Abstract
 
 

ABSTRACT

Reduction in the level of blood pressure (BP) from 140/90 to 130/80 mm Hg for defining hypertension is one of the major practice changing modifications of the 2017 American College of Cardiology/American Heart Association guidelines which are bound to have a huge societal impact. The number of hypertension patients will increase 1.5 times after this definition change. Although the BP levels for defining hypertension have changed, the levels at which pharmacological therapy should be started have remained the same, i.e., ≥140/90 mm Hg (Stage 2 hypertension according to newer guidelines) except in special situations (clinical atherosclerotic cardiovascular disease or estimated 10-year cardiovascular disease risk of ≥10%). All in all, definitely these guidelines are more comprehensive, give a much more clarity to the treating physician, and are aimed at better long-term prevention of target-organ damage. But at the same time, they leave us in the same dilemma which arises after every major guideline change: how to deal with patients who are being treated as per the old guidelines?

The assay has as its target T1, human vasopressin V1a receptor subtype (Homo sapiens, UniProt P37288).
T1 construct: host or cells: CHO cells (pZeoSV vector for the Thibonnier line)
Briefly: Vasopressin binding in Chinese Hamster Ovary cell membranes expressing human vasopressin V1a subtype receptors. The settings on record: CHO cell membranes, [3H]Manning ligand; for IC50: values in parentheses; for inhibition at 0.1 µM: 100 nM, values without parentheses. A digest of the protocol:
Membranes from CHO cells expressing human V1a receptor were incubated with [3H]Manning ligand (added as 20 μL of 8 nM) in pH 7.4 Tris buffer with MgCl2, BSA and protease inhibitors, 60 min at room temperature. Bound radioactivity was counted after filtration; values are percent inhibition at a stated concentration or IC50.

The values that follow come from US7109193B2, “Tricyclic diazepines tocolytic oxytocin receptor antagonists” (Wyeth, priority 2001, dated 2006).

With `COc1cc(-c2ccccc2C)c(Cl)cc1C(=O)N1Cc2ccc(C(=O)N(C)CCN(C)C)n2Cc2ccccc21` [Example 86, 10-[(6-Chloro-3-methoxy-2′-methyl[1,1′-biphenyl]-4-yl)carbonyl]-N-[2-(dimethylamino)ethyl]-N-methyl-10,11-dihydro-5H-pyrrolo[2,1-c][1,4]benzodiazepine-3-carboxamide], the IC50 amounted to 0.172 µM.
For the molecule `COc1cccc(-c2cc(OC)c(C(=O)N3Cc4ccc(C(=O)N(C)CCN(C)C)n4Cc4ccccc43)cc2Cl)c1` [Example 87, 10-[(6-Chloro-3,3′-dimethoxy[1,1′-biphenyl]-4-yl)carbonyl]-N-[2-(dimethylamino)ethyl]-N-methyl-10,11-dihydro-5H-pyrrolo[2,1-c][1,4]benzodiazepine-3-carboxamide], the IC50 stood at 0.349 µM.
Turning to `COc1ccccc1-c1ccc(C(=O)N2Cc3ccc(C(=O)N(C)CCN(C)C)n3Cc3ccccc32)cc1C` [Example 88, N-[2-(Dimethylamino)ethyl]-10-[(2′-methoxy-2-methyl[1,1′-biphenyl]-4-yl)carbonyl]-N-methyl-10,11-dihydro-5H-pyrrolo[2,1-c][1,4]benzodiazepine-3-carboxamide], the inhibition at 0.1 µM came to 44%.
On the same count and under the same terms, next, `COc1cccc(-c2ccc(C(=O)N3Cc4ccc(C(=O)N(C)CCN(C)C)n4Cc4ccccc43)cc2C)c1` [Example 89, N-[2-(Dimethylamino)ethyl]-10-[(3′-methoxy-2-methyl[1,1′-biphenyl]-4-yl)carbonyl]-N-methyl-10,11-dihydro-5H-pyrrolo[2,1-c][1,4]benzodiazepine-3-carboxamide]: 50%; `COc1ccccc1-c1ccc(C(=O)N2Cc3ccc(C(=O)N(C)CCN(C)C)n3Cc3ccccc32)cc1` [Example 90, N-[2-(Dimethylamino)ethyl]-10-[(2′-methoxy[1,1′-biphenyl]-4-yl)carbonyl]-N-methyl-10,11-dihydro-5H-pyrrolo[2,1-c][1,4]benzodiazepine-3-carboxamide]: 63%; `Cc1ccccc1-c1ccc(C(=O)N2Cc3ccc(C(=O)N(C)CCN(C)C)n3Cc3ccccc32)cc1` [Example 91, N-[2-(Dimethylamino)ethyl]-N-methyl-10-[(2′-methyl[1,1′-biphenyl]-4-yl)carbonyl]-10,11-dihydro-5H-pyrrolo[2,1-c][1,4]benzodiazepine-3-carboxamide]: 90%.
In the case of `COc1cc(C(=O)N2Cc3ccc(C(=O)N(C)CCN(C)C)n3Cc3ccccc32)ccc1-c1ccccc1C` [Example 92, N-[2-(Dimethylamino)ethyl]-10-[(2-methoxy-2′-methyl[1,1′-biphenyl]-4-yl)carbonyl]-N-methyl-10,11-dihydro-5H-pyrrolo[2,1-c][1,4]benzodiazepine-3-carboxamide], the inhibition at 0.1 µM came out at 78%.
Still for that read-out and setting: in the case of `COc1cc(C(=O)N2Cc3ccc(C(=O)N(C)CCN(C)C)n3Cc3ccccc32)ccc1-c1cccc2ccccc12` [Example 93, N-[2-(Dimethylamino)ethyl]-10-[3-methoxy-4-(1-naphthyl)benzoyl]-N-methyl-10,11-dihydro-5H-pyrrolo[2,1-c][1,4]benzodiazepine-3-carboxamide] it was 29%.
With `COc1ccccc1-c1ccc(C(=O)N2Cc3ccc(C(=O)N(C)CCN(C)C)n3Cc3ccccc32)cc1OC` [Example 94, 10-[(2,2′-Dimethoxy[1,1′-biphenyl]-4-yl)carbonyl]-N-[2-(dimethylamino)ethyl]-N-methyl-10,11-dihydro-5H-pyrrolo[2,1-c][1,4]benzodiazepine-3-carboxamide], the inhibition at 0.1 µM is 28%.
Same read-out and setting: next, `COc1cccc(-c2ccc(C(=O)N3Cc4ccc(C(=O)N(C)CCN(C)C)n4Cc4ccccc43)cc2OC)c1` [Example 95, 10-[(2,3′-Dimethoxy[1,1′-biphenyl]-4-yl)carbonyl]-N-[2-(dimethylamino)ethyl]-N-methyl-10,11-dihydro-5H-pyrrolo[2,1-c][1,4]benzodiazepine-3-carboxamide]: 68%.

Keywords: Guidelines, Hypertension, Noncommunicable disease.

How to cite this article: Saran M, Dwivedi SK. Impact of American College of Cardiology/American Heart Association Guidelines 2017. Hypertens J 2017;3(4):193-195.

Source of support: Nil

Conflict of interest: None

 
 
 


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